The issue is whether the payment should be deferred to the end of the case, as Kucala proposes, or if not, should default be the consequence of nonpayment. Auto Wax's argument is sound that preclusion in a Rule 11 context is more to be avoided than in the context of discovery sanctions because under Rule 37, unlike Rule 11, the court has authority not only to preclude evidence but to dismiss or enter default on an entire case where appropriate. Understandably, Auto Wax objects to Kucala's evading the sanction while being permitted to continue to impose costs on Auto Wax. But even if one considers the Rule 11 cases, an interlocutory order to pay sanctions is not foreclosed here. In Thomas, on which Kucala relies, the court remanded where the district court had declined to impose Rule 11 sanctions even though it "may have" found that the rule had been violated. The opinion was principally fashioned to "[provide] guidance concerning the procedures and standards utilized in the imposition of Rule 11 sanctions," particularly with respect to making specific findings that would permit appellate review. 836 F.2d at 882, 884. The quoted language expounds on Cotner, agreeing that "the imposition of sanctions must not result in total, or even significant, preclusion of access to the courts." Id. at 883. In Cotner, the district court had fined the prisoner-plaintiff $1,000 and barred him from filing further actions until the fine was paid in full. Cotner, 795 F.2d at 902. The court of appeals held "that when prepayment of a sanction has the effect of a restriction on the filing of future actions, findings must be made to determine whether a litigant is able to make such payment so as to avoid an absolute preclusive effect on access to courts." Id. at 903. Thus, the Thomas court noted in the abstract (i.e., without having a threatened denial of access before it), "[W]e conclude that if a litigant contends that a monetary sanction award precludes access to the court, the district judge must either (1) provide that the sanction is payable only at a date that coincides with or follows entry of a final order terminating the litigation; or (2) make express written findings, after a prompt hearing, as to why the award does not have such a preclusive effect." Thomas, 836 F.2d at 883 n.23.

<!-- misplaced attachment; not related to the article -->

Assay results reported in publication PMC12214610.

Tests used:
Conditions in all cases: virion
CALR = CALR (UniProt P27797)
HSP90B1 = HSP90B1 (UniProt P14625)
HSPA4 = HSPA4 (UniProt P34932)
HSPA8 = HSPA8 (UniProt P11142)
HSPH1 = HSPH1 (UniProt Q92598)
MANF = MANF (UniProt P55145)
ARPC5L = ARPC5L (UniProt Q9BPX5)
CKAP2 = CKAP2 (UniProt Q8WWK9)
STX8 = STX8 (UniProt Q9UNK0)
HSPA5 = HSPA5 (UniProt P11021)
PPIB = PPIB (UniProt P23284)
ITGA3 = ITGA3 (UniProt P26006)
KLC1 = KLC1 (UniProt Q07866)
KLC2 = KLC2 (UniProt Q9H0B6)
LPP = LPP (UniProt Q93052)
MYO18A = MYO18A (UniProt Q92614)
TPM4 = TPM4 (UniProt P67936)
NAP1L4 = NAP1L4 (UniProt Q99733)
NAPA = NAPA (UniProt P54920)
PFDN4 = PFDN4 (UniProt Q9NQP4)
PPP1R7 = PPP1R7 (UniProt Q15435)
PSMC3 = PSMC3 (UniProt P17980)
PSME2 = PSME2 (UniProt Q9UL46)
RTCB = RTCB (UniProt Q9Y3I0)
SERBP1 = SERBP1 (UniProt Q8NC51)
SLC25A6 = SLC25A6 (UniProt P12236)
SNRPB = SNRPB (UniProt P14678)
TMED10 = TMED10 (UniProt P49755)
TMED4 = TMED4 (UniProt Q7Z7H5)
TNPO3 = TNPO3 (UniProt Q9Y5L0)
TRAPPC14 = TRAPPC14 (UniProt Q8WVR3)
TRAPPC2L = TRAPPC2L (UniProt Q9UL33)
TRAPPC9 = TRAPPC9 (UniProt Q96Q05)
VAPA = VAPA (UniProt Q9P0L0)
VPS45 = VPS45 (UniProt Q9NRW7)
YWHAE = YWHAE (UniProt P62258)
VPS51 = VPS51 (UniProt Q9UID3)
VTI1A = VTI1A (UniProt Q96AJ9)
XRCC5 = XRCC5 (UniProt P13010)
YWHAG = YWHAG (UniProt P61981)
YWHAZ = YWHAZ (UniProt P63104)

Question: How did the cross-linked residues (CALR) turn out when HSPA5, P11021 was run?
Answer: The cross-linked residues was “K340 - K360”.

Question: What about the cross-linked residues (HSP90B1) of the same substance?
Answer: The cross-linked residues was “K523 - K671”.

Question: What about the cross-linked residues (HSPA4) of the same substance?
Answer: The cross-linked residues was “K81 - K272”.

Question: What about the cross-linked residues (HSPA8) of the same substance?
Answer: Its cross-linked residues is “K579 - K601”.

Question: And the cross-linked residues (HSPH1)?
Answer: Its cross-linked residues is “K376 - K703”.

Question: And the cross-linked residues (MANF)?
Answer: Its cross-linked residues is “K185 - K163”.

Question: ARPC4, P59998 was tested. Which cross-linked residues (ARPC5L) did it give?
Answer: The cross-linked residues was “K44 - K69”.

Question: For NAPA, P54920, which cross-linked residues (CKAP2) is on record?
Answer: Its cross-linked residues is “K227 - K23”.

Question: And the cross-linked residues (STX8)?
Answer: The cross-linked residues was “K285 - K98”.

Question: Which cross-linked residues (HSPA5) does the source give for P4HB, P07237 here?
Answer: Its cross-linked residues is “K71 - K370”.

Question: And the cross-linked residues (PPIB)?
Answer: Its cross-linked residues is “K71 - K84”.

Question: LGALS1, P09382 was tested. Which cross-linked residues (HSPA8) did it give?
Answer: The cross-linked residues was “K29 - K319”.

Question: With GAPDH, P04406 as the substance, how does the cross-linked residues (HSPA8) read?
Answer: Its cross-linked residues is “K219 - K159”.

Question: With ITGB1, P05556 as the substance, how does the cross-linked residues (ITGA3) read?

Setting aside the fact that Kucala has not supported its objection with any evidence, such as a financial statement with a supporting affidavit, that demonstrates its impecuniousness, this court does not contemplate a sanction that would bar Kucala from filing another case in the future, even against Auto Wax should another dispute arise. But it does not agree with the broad proposition that it is bound to defer payment of any sanction to the end of the case, even if that means the plaintiff is without resources to fund the litigation on which it has embarked. Unlike here, both Thomas and Cotner were civil rights cases implicating personal rather than commercial rights. The Cotner plaintiff was a prisoner, for whom a bar would have precluded his challenging a deprivation of constitutional rights. In Thomas, the alleged misconduct appeared to be principally that of plaintiffs' lawyers rather than the plaintiffs,*fn5 also unlike the situation presented here, but most significantly, the cited language is merely guiding dicta unrelated to specific circumstances of the plaintiffs. This case is not only about hardship to Kucala; the court must also measure the unnecessary cost and delay, which has been substantial, imposed on the victim of Kucala's conduct. Ultimately, it is a discretionary matter. The court, having weighed all of the circumstances, concludes that a fair and reasonable resolution is to require payment of one-half of the sanction immediately as a condition to Kucala's proceeding further in the case. Finally, although a five-day time limit is not improper in light of the long delay in pretrial preparation that Kucala's ...